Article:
I feel it’ll have something to do with limitations, a narrow lexicon of symbols, a limited palette, black on white or monochrome, a blended reality.
“A poem in a mask can be beautiful.”
― Glyn Maxwell, On Poetry
I think I may also be able to draw some heart from the philosophical debates around object-orientated ontology and the argument that goes there’s always something left when you take things apart or place things together, that multiplicity can get you somewhere even if it’s not quite to where you expected.
A postcard becomes musical notation, it dances across the room to join canvas in performance poetry en plein air.
In the case of The Undersong that could imply that I should become less the originator of some grand design, and more a facilitator, orchestrator, guardian, caretaker, cultivator of an environment where creative tension, collision, collusion may take place. Could this be the common ground where The Undersong is less the product of the old romantic notion of god/hero/creator/originator/maestro and more the outcome of enabling dialogue through the placing of parts?
Dare I challenge my own innate conservatism and let The Undersong run with the shackles off?
I should always remember that there are no mistakes in art. There is only process. Formlessness may be the means by which The Undersong departs from my script, and my ‘originator’ expectations. It’s the point where it should rightly take on a life un-prescribed, a life of its own.
When you break a wine glass, you don’t end up with nothing – you have instead many somethings, fascinating bits of broken glass each with their own story. That’s the phenomenology of how ‘new’ stuff happens. It’s the same with my story, if I shatter it in countless different ways I’m not destroying it, or moving necessarily further away from the ‘truth’. I’m just enabling formlessness and un-prescribing my involvement.
material + intervention (accidental or intentional) = new stuff
Perhaps, in the end, the only way back to the Moment is tangentially, through the distortion of the looking glass; or through an openness to experimentation and happenstance, the chorus rather than monologue? Supported by a mindset-in-place that allows listening, attending to, attunement, imagination and tenderness.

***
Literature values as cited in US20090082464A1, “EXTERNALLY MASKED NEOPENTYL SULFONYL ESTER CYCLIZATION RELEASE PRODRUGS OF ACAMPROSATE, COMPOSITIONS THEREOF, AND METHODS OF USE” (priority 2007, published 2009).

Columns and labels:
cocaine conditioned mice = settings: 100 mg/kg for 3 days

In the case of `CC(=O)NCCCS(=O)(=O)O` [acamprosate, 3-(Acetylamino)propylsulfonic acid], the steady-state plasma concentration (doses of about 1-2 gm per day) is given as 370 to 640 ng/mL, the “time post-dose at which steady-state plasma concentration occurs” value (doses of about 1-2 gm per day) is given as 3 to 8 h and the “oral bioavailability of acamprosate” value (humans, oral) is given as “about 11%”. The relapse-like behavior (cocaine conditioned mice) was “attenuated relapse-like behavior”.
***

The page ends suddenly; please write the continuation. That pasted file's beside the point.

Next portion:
[…] what shape am I what
shape am I am I huge if I go
to the end on this way past these trees and past these trees
till I get tired that’s touching one wall of me
for the moment if I sit still how everything
stops to watch me I suppose I am the exact centre
but there’s all this what is it roots
roots roots roots and here’s the water
again very queer but I’ll go on looking
― Ted Hughes, Selected Poems 1957-1967
Trust the process.
Hope for Work that has a pulse, bolder than it would have ever been had I not trusted the process. Art loves mistakes, they say. Knowing that, why not create full-throttle?
“One of the few things I know about writing is this: Spend it all, shoot it, play it, lose it, all, right away, every time. Don’t hoard what seems good for a later place in the book, or for another book; give it, give it all, give it now. The very impulse to save something good for a better place later is the signal to spend it now. Something more will arise for later, something better. These things fill from behind, from beneath, like well water. Similarly, the impulse to keep to yourself what you have learned is not only shameful; it is destructive. Anything you do not give freely and abundantly becomes lost to you. You open your safe and find ashes.”
― Annie Dillard
 anamnesis ˌanəmˈniːsɪs/ noun / recollection, especially of a supposed previous existence. The idea that humans possess knowledge from past incarnations and that learning consists of rediscovering that knowledge within us.
 hiraeth acute longing for a home-place or time to which you cannot return and without which you are incomplete. A nostalgic wistful yearning. (Welsh)
 smultronstalle lit. ‘place of wild strawberries’, a special place/heartland, returned to in person or memory (Swedish)
 praxis (Ancient Greek: πρᾶξις) is the process by which a theory, lesson, or skill is enacted, embodied, or realized. “Praxis” may also refer to the act of engaging, applying, exercising, realizing, or practising ideas. This has been a recurrent topic in the field of philosophy and has meaning in the political, educational, and spiritual realms.
 In Chinese philosophy, yin and yang (also yin–yang or yin yang, 陰陽 yīnyáng “dark–bright”) describe how seemingly opposite or contrary forces may actually be interconnected and interdependent in the natural world, and how they may give rise to each other as they interrelate to one another. Yin and yang can be thought of as complementary (rather than opposing) forces that interact to form a dynamic system in which the whole is greater than the assembled parts. Everything has both yin and yang aspects (for instance, shadow cannot exist without light).